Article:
I've been trackingYardbird Southern Table & Bar
since I first heard buzz that Jeff McInnis was opening a Southern-concept restaurant.
I stalked the offices of 50 Eggs on Biscayne Boulevard, because there was a rumor that McInnis was creating recipes at a secret Lime test kitchen. (50 Eggs is the parent corporation of Lime and Yardbird.) I didn't find a test kitchen, but did get confirmation of the restaurant's existence from Melissa Trimp, the firm's marketing and public relations manager.
As the months passed, I'd drive by the restaurant, whose windows were covered by butcher paper, chat with McInnis at bartender competitions, and await word of an opening date. The website proved no help and featured only a video of an extremely stressed out chicken.
Then, as if by magic, I received an email announcement, along with a link to a fully-stocked website. I perused the menu and while it looked yummy, some dishes seemed ... pricey. So I wrote that.
Then, I received a very nice call from John Kunkel, owner of 50 Eggs, parent company of Yardbird and Lime Fresh Mexican Grill. Driving up to Orlando, he wanted to chat and clear a few things up. He said that Yardbird is designed to be a neighborhood restaurant. That he's leveraging his buying power at 50 Eggs to negotiate the best deals, and that his profit margin is low ... really low in order to keep the average check price down.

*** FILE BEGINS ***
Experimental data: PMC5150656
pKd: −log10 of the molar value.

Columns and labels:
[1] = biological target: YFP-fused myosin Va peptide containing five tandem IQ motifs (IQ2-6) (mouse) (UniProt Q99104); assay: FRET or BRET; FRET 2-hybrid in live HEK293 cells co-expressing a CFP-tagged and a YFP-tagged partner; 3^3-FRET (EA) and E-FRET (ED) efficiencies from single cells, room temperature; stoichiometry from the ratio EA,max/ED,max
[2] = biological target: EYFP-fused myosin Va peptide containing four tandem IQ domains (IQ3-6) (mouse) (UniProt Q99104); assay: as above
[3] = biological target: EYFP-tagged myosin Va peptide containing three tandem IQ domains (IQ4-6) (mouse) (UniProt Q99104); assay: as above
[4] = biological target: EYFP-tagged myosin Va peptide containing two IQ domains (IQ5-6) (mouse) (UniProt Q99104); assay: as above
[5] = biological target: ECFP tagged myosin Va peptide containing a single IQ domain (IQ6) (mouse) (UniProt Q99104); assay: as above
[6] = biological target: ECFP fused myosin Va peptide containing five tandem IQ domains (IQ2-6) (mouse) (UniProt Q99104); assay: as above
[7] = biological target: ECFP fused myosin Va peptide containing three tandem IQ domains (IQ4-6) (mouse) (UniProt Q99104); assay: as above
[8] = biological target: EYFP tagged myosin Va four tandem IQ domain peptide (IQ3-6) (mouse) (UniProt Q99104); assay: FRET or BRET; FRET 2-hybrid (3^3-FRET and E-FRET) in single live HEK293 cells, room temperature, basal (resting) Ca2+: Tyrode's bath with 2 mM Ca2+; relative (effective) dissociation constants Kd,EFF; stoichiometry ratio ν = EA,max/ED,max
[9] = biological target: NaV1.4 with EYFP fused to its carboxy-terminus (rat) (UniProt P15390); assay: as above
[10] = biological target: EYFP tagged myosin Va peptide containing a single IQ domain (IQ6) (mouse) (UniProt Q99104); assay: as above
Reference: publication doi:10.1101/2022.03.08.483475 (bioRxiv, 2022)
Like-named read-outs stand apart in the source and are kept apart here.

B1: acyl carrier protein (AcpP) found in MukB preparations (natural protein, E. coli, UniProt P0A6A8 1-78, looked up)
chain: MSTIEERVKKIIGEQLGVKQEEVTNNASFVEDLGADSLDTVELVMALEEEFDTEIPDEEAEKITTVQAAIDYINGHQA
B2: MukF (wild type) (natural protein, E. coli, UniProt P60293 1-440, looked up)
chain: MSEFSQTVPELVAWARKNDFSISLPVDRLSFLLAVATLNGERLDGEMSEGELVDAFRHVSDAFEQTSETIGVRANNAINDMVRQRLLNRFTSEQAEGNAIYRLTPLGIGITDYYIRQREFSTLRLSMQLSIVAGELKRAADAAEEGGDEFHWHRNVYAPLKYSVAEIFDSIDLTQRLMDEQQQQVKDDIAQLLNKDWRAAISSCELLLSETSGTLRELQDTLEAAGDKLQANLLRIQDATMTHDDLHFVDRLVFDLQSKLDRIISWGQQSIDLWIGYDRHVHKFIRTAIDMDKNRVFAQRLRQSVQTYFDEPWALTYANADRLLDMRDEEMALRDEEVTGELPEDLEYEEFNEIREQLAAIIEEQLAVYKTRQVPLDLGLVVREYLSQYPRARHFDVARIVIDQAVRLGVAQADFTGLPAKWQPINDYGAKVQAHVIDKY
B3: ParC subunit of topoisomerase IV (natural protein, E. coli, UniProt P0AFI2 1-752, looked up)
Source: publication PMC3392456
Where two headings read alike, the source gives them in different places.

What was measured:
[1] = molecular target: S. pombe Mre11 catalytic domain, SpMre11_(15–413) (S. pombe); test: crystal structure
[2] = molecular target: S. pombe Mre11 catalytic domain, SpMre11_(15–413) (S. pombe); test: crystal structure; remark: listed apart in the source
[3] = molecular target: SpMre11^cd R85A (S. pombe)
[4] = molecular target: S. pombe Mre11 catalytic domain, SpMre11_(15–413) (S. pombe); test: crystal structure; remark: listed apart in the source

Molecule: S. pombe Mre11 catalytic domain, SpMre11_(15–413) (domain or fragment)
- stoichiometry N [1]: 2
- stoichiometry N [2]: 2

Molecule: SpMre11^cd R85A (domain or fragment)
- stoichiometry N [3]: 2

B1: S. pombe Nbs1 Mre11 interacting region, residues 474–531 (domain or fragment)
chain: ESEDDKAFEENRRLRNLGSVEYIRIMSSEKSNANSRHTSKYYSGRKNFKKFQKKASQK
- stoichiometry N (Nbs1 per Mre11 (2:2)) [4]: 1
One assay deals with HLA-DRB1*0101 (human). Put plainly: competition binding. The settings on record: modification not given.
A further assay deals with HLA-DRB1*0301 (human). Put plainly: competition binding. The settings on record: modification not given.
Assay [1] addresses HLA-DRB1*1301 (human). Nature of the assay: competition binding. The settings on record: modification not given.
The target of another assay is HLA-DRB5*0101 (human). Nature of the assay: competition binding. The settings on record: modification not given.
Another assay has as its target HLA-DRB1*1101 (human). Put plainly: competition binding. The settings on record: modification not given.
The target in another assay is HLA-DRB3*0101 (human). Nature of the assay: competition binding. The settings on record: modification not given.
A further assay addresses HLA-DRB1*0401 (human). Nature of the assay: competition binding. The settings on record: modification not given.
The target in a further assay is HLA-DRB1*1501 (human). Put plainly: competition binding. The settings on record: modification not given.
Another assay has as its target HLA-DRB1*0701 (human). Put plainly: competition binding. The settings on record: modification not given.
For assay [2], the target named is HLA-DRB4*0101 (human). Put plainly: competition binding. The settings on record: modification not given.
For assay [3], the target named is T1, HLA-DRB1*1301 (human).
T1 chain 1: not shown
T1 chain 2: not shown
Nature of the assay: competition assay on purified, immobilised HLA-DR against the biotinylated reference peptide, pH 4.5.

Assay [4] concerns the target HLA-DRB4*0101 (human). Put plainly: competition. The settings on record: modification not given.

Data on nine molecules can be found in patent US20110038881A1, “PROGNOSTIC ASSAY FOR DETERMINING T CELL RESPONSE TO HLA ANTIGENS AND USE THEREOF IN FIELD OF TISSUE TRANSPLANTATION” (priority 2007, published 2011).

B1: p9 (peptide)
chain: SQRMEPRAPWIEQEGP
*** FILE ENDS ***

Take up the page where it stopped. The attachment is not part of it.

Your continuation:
He noted that purchasing clean farm-to-table produce and proteins is expensive and that the dishes, while deceptively simple-sounding, are labor intensive. Everything from biscuits to jams to bone marrow butter are made from scratch, which takes time and a team of chefs.
Yes, I replied. It all sounds wonderful. I never doubted McInnis' ability to deliver chef-driven takes on Southern classics. But the prices are still more South Beach than South Carolina, I noted, as I recited figures from some comparable Miami restaurant menus.
Then Kunkel delivered some game-changing news that wasn't on the menu -- entrees are meant to be shared "family style."
He explained that the Berkshire pork chop ($36) is actually two large chops, served with plantain puree, baked apple and G.R.O.W. southern greens. The Elvis rib eye ($42), with bone marrow butter that takes three days to prepare, is portioned for two and that the cast-iron chicken ($32) is, likewise, meant for more than one diner.
He then added that he plans on Yardbird's bar being "one of the cheapest on South Beach," with wine bottles averaging $35 (and starting at a jaw-dropping $8).
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Kunkel also noted that Yardbird's small plates, which range from $6 for a pimento cheese jar to $13 for a fried green tomato BLT, come in generous portions and are a good value.
We ended the chat both the wiser. "I'm getting off the phone with you and I'm calling the printer to mark these dishes family style. Can I give you credit?" he asked.
Just name a chicken after me. And give it a head start.